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Sick of the William Nylander soap opera? Well, you ain't seen nothin' yet

There will, one way or another, be an end to the Toronto Maple Leafs' William Nylander saga come Saturday evening. But Nylander's contentious contract negotiation won't be the last. You can count on that.

There is undoubtedly a large portion of hockey fandom out there that is taking untold amounts of glee in the fact that the evil empire from The Center of the Hockey Universe™ is embroiled in an untenable stalemate with William Nylander, one that will mercifully come to a conclusion one way or another by 5 p.m. tomorrow.

Go ahead and laugh. Or mock. Or do a little jig at the misfortune being endured by the Toronto Maple Leafs. But there is a bit of fair warning in their misery. And that is that the day is coming, and it might not be long, where your team suffers the same fate.

You see, the problem here is that the Nylander situation, and others that will come after it, are an unintended consequence of the NHL’s obsession with cost certainty and keeping young players repressed, which is also intersecting with the fact that these same young players are some of the best players on the planet. They come out of their entry-level deals as some of the best players in the league and the only leverage they have is to withhold their services.

That’s what Nylander is doing right now. But just consider that after this season, the following players could be in precisely the same situation Nylander is in right now: Auston Matthews, Patrik Laine, Mikko Rantanen, Mitch Marner, Matthew Tkachuk, Brock Boeser, Brayden Point, Sebastian Aho, Charlie McAvoy, Kasperi Kapanen, Timo Meier, Kyle Connor, Nick Schmaltz, Zach Werenski, Ivan Provorov, Travis Konecny, Adrian Kempe and Jakub Vrana.

All will be coming off their first contracts with no arbitration rights. Why the NHL does not allow these players to go to arbitration, or have their teams take them to arbitration, simply boggles the mind. This process would not only ensure that teams reached at least a short-term agreement with their young stars, but also provides the best environment for a deal that is fair to both sides.

But these young players are looking around and seeing that they’re, in many cases, the best players on their teams. Let’s take Point, for example. He has 18 goals, which is eight more than Nikita Kucherov has scored for the Tampa Bay Lightning. It simply cannot be denied that right here, right now, Point is contributing much more to the success of the Lightning than Steven Stamkos. Much more. Stamkos has a salary cap hit of $8.5 million and Kucherov will be paid an average of $9.5 million when his extension kicks in next season. Is Point not worth at least that much on a long-term deal?

You could certainly argue that Stamkos took a hometown discount on this contract and Kucherov waited his turn by taking a bridge deal that vastly underpaid him until he hit the jackpot. And you’d be 100 percent correct. But what if Point has no interest in doing either? You could also make the argument that at $12.5 million a season, there is not a player who is getting ripped off more than Connor McDavid. But he entered into that deal knowing he could have commanded $15 million a season. But he took less so that the Oilers could have the cap room to build around him. What if Auston Matthews isn’t thinking the same way? It was disingenuous at best when Brendan Shanahan publicly hinted that Nylander (and perhaps Marner and Matthews) would have to take hometown discounts to keep the band together, but Matthews doesn’t have to listen. And that’s why he may become the first $16 million-a-year player in NHL history. Because he can.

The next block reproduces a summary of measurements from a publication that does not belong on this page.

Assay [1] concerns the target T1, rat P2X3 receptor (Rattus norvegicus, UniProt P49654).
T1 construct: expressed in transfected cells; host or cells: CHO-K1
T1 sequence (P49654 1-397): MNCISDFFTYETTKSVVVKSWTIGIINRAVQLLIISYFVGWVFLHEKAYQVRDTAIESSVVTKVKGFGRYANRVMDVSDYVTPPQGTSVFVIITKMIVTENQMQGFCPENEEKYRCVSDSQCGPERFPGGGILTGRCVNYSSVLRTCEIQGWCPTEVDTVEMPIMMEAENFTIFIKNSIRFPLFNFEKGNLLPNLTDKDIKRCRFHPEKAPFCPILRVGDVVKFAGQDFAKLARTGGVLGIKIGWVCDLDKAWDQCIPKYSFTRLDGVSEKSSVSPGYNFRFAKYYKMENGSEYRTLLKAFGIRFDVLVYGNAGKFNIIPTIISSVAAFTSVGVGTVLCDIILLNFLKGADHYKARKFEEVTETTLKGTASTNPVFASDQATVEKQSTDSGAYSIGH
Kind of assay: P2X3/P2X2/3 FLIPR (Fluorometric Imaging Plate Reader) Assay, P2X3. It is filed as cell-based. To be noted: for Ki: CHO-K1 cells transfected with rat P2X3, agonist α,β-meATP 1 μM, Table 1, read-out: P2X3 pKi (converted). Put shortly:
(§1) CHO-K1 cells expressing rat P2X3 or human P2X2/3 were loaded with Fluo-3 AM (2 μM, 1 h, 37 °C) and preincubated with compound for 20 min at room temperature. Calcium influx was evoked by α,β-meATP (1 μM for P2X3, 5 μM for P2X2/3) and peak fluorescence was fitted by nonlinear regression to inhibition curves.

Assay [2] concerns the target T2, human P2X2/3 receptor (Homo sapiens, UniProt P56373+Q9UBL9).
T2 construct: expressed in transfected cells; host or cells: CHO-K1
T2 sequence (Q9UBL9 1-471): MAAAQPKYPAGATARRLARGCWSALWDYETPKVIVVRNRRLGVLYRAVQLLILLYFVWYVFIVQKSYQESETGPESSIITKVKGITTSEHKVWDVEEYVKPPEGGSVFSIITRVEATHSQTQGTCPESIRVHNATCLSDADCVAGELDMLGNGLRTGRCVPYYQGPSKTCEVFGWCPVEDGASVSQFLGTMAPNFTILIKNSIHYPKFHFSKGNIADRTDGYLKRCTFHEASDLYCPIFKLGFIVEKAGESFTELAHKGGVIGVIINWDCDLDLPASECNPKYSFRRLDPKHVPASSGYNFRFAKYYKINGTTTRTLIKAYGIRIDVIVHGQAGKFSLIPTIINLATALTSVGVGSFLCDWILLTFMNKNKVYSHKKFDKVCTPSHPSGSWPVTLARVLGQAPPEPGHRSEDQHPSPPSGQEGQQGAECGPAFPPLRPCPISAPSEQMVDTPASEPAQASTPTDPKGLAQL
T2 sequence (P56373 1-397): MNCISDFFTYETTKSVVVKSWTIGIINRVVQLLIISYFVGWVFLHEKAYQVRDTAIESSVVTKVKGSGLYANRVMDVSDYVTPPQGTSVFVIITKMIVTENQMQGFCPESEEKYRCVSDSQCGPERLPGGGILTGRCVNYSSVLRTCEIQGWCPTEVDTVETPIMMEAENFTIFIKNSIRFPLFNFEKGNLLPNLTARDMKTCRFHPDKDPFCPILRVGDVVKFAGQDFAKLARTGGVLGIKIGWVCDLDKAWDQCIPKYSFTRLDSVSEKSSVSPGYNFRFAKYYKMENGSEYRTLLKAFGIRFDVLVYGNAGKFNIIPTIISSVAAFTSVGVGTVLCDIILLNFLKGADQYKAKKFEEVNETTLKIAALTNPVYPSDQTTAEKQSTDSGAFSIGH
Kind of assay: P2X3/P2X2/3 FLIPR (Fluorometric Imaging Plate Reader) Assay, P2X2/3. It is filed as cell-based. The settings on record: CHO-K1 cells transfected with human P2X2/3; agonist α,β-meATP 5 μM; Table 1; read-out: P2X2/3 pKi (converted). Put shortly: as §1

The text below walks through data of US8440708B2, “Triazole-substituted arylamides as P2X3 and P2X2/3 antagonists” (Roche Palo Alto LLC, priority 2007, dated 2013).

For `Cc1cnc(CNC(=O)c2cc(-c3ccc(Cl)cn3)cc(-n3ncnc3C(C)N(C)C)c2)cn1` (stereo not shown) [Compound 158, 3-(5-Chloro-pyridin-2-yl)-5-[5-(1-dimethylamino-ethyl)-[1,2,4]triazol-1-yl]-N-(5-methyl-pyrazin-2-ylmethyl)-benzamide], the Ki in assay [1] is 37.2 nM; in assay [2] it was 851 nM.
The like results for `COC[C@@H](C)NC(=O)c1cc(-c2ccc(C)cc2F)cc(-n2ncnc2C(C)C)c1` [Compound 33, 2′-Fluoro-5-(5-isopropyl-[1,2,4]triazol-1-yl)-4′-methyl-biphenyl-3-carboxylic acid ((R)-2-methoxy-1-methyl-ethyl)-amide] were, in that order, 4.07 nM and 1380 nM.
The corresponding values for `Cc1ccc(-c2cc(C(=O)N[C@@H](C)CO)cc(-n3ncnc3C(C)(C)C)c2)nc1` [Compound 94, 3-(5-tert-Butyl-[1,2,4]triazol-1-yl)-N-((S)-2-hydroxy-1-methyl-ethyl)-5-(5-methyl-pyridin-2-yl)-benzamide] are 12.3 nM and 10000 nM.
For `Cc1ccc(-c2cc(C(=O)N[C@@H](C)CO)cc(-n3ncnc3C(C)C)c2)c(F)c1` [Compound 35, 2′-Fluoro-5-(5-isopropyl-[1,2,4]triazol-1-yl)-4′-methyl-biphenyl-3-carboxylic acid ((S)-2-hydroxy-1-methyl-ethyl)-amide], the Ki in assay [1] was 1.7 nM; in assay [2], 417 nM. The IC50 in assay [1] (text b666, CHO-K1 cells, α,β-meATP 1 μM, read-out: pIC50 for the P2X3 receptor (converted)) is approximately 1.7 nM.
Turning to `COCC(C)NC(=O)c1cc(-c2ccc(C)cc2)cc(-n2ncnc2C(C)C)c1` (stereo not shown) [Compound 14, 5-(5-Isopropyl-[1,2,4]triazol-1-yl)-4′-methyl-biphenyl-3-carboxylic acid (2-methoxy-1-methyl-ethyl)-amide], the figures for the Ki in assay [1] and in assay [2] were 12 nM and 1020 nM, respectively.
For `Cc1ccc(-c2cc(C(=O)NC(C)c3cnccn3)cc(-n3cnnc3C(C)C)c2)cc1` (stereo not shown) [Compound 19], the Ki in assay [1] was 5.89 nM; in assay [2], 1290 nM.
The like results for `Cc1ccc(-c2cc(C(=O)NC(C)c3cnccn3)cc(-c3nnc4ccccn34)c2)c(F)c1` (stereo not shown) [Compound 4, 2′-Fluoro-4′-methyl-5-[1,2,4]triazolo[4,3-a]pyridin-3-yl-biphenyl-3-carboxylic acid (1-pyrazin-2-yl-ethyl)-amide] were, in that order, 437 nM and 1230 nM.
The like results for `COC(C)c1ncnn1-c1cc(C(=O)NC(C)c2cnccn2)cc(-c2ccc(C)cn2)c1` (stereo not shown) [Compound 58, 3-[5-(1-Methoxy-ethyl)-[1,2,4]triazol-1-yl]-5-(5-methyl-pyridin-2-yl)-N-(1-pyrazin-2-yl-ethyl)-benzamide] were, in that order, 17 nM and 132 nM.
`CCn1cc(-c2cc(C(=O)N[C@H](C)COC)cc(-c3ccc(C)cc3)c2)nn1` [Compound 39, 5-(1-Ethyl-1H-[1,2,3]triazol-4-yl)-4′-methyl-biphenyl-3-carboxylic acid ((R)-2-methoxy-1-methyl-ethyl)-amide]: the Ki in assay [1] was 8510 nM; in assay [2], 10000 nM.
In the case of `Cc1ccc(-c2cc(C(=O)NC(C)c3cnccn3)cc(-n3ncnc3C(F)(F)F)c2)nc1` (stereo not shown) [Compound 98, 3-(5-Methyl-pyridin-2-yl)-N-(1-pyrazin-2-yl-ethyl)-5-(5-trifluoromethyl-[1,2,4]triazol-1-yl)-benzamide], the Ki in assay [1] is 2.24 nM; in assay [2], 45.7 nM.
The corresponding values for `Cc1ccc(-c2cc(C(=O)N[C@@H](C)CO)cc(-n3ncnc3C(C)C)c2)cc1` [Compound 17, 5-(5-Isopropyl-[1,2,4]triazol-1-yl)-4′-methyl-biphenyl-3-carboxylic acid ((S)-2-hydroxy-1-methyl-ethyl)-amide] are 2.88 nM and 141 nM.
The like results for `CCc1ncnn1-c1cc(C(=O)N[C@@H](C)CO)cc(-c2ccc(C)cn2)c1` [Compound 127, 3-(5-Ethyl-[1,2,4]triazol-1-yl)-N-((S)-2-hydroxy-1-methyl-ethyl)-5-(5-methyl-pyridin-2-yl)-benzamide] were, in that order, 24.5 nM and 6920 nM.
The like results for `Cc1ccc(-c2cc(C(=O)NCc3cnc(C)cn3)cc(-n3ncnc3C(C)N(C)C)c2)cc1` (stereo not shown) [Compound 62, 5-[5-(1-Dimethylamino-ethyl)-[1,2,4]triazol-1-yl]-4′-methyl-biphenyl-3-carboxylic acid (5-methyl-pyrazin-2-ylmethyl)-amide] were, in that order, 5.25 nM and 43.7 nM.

The potential influx of Group II free agents undoubtedly has a lot of GMs fretting. The league, on the other hand, probably doesn’t really care, because the allocation of money is not a concern as long as the profits are split 50-50. But what hockey people have done is create an environment where players get paid for what they have already done, not what they’re going to accomplish. The next hobbyhorse for GMs will undoubtedly be an attempt to suppress the salaries and contracts of young players coming into the league even further, perhaps by extending the period of entry-level deals. And they may very well be successful because those players have no say in the collective bargaining agreement under which they will play.

Until the NHL changes that mindset and as long as phenomenal young talents keep coming into the league, this problem is going to persist. Here’s one school of thought. Take your young stars, burn their entry-level deals as quickly as possible, then spend your money signing them to eight-year deals for huge money that will take them to their late 20s. Then talk to them about bridge deals, not your young stars that are already very good and getting better.

That’s not happening now and that’s why William Nylander and the Leafs are staring down an ominous deadline. It’s also why it will almost certainly happen with more regularity in the future.



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